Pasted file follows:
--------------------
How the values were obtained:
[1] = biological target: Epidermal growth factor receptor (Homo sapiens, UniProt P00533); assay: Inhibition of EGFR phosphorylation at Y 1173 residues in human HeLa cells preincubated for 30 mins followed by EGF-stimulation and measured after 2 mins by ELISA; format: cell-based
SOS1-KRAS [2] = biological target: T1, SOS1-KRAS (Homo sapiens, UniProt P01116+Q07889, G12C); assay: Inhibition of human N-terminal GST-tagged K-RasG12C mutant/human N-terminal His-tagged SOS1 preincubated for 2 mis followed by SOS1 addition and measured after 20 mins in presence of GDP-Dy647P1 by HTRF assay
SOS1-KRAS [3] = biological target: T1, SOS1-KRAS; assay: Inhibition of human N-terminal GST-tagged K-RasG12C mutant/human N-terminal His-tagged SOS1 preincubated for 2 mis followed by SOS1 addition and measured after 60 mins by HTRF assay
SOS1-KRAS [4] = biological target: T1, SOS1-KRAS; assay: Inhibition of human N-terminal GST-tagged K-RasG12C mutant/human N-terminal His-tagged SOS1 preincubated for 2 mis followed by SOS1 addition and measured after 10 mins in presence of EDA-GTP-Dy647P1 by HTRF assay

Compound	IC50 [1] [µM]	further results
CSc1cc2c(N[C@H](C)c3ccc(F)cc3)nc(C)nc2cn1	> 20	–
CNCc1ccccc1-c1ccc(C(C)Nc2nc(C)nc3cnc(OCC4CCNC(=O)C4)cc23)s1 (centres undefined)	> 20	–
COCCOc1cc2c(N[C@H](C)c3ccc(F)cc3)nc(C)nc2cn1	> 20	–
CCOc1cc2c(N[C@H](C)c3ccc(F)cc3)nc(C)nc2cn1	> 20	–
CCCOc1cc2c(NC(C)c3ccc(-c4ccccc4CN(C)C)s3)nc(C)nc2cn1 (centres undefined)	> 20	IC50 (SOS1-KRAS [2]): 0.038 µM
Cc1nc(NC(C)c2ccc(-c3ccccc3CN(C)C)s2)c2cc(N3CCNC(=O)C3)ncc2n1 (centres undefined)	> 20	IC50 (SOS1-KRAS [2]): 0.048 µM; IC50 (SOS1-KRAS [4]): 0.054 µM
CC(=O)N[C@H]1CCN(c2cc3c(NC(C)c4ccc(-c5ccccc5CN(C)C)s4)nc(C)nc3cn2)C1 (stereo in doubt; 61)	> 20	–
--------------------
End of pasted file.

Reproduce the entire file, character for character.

How the values were obtained:
[1] = biological target: Epidermal growth factor receptor (Homo sapiens, UniProt P00533); assay: Inhibition of EGFR phosphorylation at Y 1173 residues in human HeLa cells preincubated for 30 mins followed by EGF-stimulation and measured after 2 mins by ELISA; format: cell-based
SOS1-KRAS [2] = biological target: T1, SOS1-KRAS (Homo sapiens, UniProt P01116+Q07889, G12C); assay: Inhibition of human N-terminal GST-tagged K-RasG12C mutant/human N-terminal His-tagged SOS1 preincubated for 2 mis followed by SOS1 addition and measured after 20 mins in presence of GDP-Dy647P1 by HTRF assay
SOS1-KRAS [3] = biological target: T1, SOS1-KRAS; assay: Inhibition of human N-terminal GST-tagged K-RasG12C mutant/human N-terminal His-tagged SOS1 preincubated for 2 mis followed by SOS1 addition and measured after 60 mins by HTRF assay
SOS1-KRAS [4] = biological target: T1, SOS1-KRAS; assay: Inhibition of human N-terminal GST-tagged K-RasG12C mutant/human N-terminal His-tagged SOS1 preincubated for 2 mis followed by SOS1 addition and measured after 10 mins in presence of EDA-GTP-Dy647P1 by HTRF assay

Compound	IC50 [1] [µM]	further results
CSc1cc2c(N[C@H](C)c3ccc(F)cc3)nc(C)nc2cn1	> 20	–
CNCc1ccccc1-c1ccc(C(C)Nc2nc(C)nc3cnc(OCC4CCNC(=O)C4)cc23)s1 (centres undefined)	> 20	–
COCCOc1cc2c(N[C@H](C)c3ccc(F)cc3)nc(C)nc2cn1	> 20	–
CCOc1cc2c(N[C@H](C)c3ccc(F)cc3)nc(C)nc2cn1	> 20	–
CCCOc1cc2c(NC(C)c3ccc(-c4ccccc4CN(C)C)s3)nc(C)nc2cn1 (centres undefined)	> 20	IC50 (SOS1-KRAS [2]): 0.038 µM
Cc1nc(NC(C)c2ccc(-c3ccccc3CN(C)C)s2)c2cc(N3CCNC(=O)C3)ncc2n1 (centres undefined)	> 20	IC50 (SOS1-KRAS [2]): 0.048 µM; IC50 (SOS1-KRAS [4]): 0.054 µM
CC(=O)N[C@H]1CCN(c2cc3c(NC(C)c4ccc(-c5ccccc5CN(C)C)s4)nc(C)nc3cn2)C1 (stereo in doubt; 61)	> 20	–